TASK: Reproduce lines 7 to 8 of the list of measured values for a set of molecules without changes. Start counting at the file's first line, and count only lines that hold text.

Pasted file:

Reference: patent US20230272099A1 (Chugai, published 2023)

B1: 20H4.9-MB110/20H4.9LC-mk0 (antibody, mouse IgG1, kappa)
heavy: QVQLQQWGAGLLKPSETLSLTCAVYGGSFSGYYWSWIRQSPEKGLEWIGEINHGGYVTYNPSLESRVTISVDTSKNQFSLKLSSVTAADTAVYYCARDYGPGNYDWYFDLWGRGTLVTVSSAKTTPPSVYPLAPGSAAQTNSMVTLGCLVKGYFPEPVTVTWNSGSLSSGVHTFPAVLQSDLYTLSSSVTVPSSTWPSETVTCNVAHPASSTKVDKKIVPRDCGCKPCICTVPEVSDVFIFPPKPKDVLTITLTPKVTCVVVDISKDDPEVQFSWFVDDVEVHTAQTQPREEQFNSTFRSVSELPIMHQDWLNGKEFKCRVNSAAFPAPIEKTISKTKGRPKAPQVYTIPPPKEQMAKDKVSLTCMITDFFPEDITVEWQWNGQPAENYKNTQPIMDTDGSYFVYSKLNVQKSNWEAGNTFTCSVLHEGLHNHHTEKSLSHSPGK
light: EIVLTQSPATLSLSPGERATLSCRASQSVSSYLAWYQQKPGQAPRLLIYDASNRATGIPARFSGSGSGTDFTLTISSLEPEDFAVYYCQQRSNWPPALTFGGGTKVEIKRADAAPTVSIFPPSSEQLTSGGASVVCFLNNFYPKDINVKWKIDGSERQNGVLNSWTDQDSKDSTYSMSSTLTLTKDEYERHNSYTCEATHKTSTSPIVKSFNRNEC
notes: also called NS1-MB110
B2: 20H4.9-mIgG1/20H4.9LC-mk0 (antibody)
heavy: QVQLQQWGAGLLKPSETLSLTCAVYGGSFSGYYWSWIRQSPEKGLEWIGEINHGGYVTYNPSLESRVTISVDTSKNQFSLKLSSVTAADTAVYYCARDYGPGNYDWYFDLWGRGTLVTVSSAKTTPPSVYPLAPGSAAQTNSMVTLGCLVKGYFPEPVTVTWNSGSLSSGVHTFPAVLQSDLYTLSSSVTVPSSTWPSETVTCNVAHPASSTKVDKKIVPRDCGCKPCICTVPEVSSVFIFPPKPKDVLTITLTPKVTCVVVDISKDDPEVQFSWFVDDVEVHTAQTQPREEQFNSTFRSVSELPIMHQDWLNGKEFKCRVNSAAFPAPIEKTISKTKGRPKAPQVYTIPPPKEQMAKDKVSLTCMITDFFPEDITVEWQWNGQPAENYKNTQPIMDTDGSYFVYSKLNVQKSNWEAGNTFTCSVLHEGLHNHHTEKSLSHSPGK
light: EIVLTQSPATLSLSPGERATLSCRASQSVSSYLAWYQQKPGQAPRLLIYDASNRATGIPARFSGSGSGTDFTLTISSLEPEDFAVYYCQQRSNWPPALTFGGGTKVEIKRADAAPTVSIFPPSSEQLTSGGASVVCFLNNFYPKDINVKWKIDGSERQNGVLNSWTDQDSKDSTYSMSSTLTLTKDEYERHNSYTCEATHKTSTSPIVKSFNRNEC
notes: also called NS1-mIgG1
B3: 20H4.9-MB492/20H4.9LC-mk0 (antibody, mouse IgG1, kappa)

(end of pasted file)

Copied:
heavy: QVQLQQWGAGLLKPSETLSLTCAVYGGSFSGYYWSWIRQSPEKGLEWIGEINHGGYVTYNPSLESRVTISVDTSKNQFSLKLSSVTAADTAVYYCARDYGPGNYDWYFDLWGRGTLVTVSSAKTTPPSVYPLAPGSAAQTNSMVTLGCLVKGYFPEPVTVTWNSGSLSSGVHTFPAVLQSDLYTLSSSVTVPSSTWPSETVTCNVAHPASSTKVDKKIVPRDCGCKPCICTVPEVSSVFIFPPKPKDVLTITLTPKVTCVVVDISKDDPEVQFSWFVDDVEVHTAQTQPREEQFNSTFRSVSELPIMHQDWLNGKEFKCRVNSAAFPAPIEKTISKTKGRPKAPQVYTIPPPKEQMAKDKVSLTCMITDFFPEDITVEWQWNGQPAENYKNTQPIMDTDGSYFVYSKLNVQKSNWEAGNTFTCSVLHEGLHNHHTEKSLSHSPGK
light: EIVLTQSPATLSLSPGERATLSCRASQSVSSYLAWYQQKPGQAPRLLIYDASNRATGIPARFSGSGSGTDFTLTISSLEPEDFAVYYCQQRSNWPPALTFGGGTKVEIKRADAAPTVSIFPPSSEQLTSGGASVVCFLNNFYPKDINVKWKIDGSERQNGVLNSWTDQDSKDSTYSMSSTLTLTKDEYERHNSYTCEATHKTSTSPIVKSFNRNEC